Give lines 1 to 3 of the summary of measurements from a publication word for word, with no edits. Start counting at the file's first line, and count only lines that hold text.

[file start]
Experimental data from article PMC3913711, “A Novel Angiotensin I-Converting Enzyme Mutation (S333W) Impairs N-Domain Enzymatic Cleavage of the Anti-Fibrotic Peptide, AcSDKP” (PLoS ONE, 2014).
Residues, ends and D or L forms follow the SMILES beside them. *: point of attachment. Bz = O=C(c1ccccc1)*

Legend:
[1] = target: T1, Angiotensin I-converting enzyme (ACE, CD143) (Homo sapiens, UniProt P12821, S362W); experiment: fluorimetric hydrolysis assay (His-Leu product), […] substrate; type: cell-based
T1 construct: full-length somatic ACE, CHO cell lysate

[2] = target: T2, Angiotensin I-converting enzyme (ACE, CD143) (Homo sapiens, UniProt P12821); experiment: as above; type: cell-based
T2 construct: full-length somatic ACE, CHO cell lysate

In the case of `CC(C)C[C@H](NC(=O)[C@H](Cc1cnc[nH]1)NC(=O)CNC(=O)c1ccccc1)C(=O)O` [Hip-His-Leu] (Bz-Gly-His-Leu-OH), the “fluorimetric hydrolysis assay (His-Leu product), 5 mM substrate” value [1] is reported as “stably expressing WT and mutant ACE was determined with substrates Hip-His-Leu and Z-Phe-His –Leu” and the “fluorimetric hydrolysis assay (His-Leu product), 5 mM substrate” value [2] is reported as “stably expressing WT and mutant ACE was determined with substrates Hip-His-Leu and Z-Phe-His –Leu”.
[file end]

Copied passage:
Experimental data from article PMC3913711, “A Novel Angiotensin I-Converting Enzyme Mutation (S333W) Impairs N-Domain Enzymatic Cleavage of the Anti-Fibrotic Peptide, AcSDKP” (PLoS ONE, 2014).
Residues, ends and D or L forms follow the SMILES beside them. *: point of attachment. Bz = O=C(c1ccccc1)*

Legend: